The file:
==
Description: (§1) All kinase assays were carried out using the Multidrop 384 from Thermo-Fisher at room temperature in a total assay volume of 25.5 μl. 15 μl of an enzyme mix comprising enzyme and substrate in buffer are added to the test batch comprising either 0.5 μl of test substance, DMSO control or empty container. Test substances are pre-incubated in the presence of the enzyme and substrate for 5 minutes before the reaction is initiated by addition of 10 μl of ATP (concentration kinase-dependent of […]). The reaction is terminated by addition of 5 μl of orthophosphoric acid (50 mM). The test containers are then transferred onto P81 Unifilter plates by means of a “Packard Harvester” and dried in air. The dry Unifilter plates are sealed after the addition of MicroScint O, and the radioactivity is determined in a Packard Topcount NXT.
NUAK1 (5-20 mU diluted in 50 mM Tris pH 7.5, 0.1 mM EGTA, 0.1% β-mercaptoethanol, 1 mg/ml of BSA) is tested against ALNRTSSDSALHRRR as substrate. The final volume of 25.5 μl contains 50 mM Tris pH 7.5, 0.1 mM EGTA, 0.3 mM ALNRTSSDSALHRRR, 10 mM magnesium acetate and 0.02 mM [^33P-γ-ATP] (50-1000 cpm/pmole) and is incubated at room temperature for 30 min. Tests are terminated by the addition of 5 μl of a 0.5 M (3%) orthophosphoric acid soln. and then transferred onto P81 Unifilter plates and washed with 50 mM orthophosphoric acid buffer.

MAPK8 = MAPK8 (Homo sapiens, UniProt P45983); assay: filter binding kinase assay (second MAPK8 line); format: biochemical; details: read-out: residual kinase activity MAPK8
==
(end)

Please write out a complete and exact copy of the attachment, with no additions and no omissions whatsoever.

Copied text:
Description: (§1) All kinase assays were carried out using the Multidrop 384 from Thermo-Fisher at room temperature in a total assay volume of 25.5 μl. 15 μl of an enzyme mix comprising enzyme and substrate in buffer are added to the test batch comprising either 0.5 μl of test substance, DMSO control or empty container. Test substances are pre-incubated in the presence of the enzyme and substrate for 5 minutes before the reaction is initiated by addition of 10 μl of ATP (concentration kinase-dependent of […]). The reaction is terminated by addition of 5 μl of orthophosphoric acid (50 mM). The test containers are then transferred onto P81 Unifilter plates by means of a “Packard Harvester” and dried in air. The dry Unifilter plates are sealed after the addition of MicroScint O, and the radioactivity is determined in a Packard Topcount NXT.
NUAK1 (5-20 mU diluted in 50 mM Tris pH 7.5, 0.1 mM EGTA, 0.1% β-mercaptoethanol, 1 mg/ml of BSA) is tested against ALNRTSSDSALHRRR as substrate. The final volume of 25.5 μl contains 50 mM Tris pH 7.5, 0.1 mM EGTA, 0.3 mM ALNRTSSDSALHRRR, 10 mM magnesium acetate and 0.02 mM [^33P-γ-ATP] (50-1000 cpm/pmole) and is incubated at room temperature for 30 min. Tests are terminated by the addition of 5 μl of a 0.5 M (3%) orthophosphoric acid soln. and then transferred onto P81 Unifilter plates and washed with 50 mM orthophosphoric acid buffer.

MAPK8 = MAPK8 (Homo sapiens, UniProt P45983); assay: filter binding kinase assay (second MAPK8 line); format: biochemical; details: read-out: residual kinase activity MAPK8